Willie Ruff, the French horn player and double bassist, enjoyed a celebrated musical partnership with the pianist Dwike Mitchell that, over more than half a century, took him to stages around the world, from the segregated South to Communist China to Town Hall in Manhattan. It was a long and winding road that ended with Mr. Mitchell’s death in April 2013.
Since then, Mr. Ruff, 83, said, he has been on a hiatus from playing in public. Aside from that, however, he has not slowed down much.
Sitting in his small studio at the Yale School of Music, where as a faculty member he has been a kind of emissary from the jazz world for four decades, Mr. Ruff spoke recently about projects he is pursuing and loose ends he wants to tie up.
On March 6, he hosts the pianist Aaron Diehl at Yale’s Morse Recital Hall as part of the Ellington Jazz Series, which has its roots in a notable gathering of jazz masters organized by Mr. Ruff in 1972. Booking Mr. Diehl for it will, in addition to bringing a new star to the Yale campus, pay homage of sorts to one of Mr. Ruff’s old Army buddies, who happens to be Mr. Diehl’s grandfather.
For Mr. Ruff, nearly all roads lead back to the Army, where, as a post-World War II recruit from Sheffield, Ala., he picked up the French horn, which he learned well enough to be admitted to Yale. After graduating in 1955, he went to California, found work as a musician and developed a jazz history course at U.C.L.A. That course provided something of a model when, in 1971, he presented the idea for the convocation to Yale officials.
“It’s time Yale acknowledged the contribution of African-American music,” he recalled telling the officials, who agreed. What they did not agree to, however, was providing money for the event, which he eventually found in the form of a grant from the grandson of the financier Paul Mellon.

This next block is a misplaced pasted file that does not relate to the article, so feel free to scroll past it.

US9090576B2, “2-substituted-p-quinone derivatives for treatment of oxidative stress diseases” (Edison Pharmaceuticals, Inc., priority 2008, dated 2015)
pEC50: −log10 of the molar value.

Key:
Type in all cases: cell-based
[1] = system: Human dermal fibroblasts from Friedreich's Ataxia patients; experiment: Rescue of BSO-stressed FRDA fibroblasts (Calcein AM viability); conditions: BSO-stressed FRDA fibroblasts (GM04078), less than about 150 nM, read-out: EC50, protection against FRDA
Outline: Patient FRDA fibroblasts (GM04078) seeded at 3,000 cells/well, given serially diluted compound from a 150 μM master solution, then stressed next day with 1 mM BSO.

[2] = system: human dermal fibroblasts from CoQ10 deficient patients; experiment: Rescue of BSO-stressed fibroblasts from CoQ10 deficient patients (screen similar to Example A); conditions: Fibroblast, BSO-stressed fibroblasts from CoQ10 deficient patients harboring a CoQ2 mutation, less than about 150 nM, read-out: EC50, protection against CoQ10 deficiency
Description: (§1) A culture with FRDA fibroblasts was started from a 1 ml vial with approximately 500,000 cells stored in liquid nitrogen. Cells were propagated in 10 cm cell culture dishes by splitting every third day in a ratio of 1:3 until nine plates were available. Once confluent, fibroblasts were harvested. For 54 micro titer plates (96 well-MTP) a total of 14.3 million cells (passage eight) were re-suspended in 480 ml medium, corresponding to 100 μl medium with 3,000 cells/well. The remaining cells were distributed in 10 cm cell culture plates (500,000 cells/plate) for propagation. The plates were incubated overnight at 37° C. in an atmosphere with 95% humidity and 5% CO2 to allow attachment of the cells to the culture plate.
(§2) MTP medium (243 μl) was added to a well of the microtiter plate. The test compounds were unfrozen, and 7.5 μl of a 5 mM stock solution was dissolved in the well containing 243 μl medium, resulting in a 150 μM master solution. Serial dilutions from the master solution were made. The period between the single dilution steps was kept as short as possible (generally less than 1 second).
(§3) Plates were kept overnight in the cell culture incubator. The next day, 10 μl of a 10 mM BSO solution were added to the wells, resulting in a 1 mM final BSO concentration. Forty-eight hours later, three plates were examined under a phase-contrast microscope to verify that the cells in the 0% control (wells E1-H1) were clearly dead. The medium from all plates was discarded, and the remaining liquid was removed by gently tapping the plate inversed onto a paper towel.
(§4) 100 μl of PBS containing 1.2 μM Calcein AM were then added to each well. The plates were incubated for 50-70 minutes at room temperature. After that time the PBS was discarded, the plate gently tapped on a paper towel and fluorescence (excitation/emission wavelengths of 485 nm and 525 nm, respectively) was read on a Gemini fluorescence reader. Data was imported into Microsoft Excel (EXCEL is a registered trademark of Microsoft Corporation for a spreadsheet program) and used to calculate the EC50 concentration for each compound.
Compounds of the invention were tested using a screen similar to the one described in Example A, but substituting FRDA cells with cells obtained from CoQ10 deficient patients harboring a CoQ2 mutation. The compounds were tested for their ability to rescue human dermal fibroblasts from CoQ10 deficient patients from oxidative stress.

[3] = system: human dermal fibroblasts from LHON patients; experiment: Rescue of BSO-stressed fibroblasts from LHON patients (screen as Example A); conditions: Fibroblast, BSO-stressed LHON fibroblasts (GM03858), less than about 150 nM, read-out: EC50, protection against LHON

As large photos on the walls of Mr. Ruff’s studio attest, the convocation attracted about 40 leading lights of jazz, among them Duke Ellington, Dizzy Gillespie and the bassists Charles Mingus and Slam Stewart, whose weathered bass leaned against a wall of the studio near the photos.
With its deeply researched presentations and personal encounters complementing the musical offerings, the convocation “set a formulation for an exchange of information and probing discussion about issues that relate to the music,” Robert Blocker, dean of the Yale School of Music, said in February.
Ultimately, the event gave rise to the Ellington series, which remains the major jazz offering in the school’s roster of regular concert series. “It established the instrumentality that has allowed me to keep the series going for 42 years,” Mr. Ruff said.
Over the years, Mr. Ruff has known many of the artists he has booked. But the scheduling of Mr. Diehl will lend the proceedings another kind of personal dimension. Mr. Diehl is the grandson of Arthur Baskerville, a trombonist of some renown in Columbus, Ohio, whom Mr. Ruff grew close to as a teenage soldier at Lockbourne Air Force Base (now Rickenbacker Air National Guard Base) near Columbus.